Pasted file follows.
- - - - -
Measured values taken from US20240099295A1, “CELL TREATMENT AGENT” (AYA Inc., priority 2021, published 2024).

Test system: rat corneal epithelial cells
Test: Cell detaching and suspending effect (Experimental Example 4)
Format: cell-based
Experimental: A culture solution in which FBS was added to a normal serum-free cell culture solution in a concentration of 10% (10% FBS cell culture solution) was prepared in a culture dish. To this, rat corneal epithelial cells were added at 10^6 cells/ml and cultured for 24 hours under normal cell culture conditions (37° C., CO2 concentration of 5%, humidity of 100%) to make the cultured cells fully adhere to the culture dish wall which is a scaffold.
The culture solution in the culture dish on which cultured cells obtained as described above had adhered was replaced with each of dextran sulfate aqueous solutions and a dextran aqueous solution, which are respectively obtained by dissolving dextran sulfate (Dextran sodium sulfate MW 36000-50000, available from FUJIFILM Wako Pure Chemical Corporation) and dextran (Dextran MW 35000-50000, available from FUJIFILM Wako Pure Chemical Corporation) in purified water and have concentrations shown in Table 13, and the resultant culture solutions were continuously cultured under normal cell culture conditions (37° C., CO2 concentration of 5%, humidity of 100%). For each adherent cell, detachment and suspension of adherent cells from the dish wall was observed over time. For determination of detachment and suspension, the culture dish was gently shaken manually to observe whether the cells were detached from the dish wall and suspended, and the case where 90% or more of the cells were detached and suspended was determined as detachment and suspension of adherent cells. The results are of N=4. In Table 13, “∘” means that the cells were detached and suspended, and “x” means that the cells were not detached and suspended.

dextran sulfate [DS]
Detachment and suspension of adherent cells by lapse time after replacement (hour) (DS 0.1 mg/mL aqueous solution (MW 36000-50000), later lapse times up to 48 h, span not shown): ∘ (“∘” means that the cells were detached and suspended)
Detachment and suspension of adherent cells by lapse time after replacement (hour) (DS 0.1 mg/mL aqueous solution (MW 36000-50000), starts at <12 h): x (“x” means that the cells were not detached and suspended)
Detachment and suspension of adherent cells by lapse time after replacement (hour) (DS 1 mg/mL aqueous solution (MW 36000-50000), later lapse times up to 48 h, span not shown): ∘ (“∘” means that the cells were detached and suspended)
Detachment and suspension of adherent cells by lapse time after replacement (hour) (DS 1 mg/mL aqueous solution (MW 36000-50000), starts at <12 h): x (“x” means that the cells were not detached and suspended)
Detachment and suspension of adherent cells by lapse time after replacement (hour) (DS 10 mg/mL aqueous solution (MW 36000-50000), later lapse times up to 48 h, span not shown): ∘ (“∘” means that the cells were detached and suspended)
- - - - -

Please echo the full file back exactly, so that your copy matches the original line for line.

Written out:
Measured values taken from US20240099295A1, “CELL TREATMENT AGENT” (AYA Inc., priority 2021, published 2024).

Test system: rat corneal epithelial cells
Test: Cell detaching and suspending effect (Experimental Example 4)
Format: cell-based
Experimental: A culture solution in which FBS was added to a normal serum-free cell culture solution in a concentration of 10% (10% FBS cell culture solution) was prepared in a culture dish. To this, rat corneal epithelial cells were added at 10^6 cells/ml and cultured for 24 hours under normal cell culture conditions (37° C., CO2 concentration of 5%, humidity of 100%) to make the cultured cells fully adhere to the culture dish wall which is a scaffold.
The culture solution in the culture dish on which cultured cells obtained as described above had adhered was replaced with each of dextran sulfate aqueous solutions and a dextran aqueous solution, which are respectively obtained by dissolving dextran sulfate (Dextran sodium sulfate MW 36000-50000, available from FUJIFILM Wako Pure Chemical Corporation) and dextran (Dextran MW 35000-50000, available from FUJIFILM Wako Pure Chemical Corporation) in purified water and have concentrations shown in Table 13, and the resultant culture solutions were continuously cultured under normal cell culture conditions (37° C., CO2 concentration of 5%, humidity of 100%). For each adherent cell, detachment and suspension of adherent cells from the dish wall was observed over time. For determination of detachment and suspension, the culture dish was gently shaken manually to observe whether the cells were detached from the dish wall and suspended, and the case where 90% or more of the cells were detached and suspended was determined as detachment and suspension of adherent cells. The results are of N=4. In Table 13, “∘” means that the cells were detached and suspended, and “x” means that the cells were not detached and suspended.

dextran sulfate [DS]
Detachment and suspension of adherent cells by lapse time after replacement (hour) (DS 0.1 mg/mL aqueous solution (MW 36000-50000), later lapse times up to 48 h, span not shown): ∘ (“∘” means that the cells were detached and suspended)
Detachment and suspension of adherent cells by lapse time after replacement (hour) (DS 0.1 mg/mL aqueous solution (MW 36000-50000), starts at <12 h): x (“x” means that the cells were not detached and suspended)
Detachment and suspension of adherent cells by lapse time after replacement (hour) (DS 1 mg/mL aqueous solution (MW 36000-50000), later lapse times up to 48 h, span not shown): ∘ (“∘” means that the cells were detached and suspended)
Detachment and suspension of adherent cells by lapse time after replacement (hour) (DS 1 mg/mL aqueous solution (MW 36000-50000), starts at <12 h): x (“x” means that the cells were not detached and suspended)
Detachment and suspension of adherent cells by lapse time after replacement (hour) (DS 10 mg/mL aqueous solution (MW 36000-50000), later lapse times up to 48 h, span not shown): ∘ (“∘” means that the cells were detached and suspended)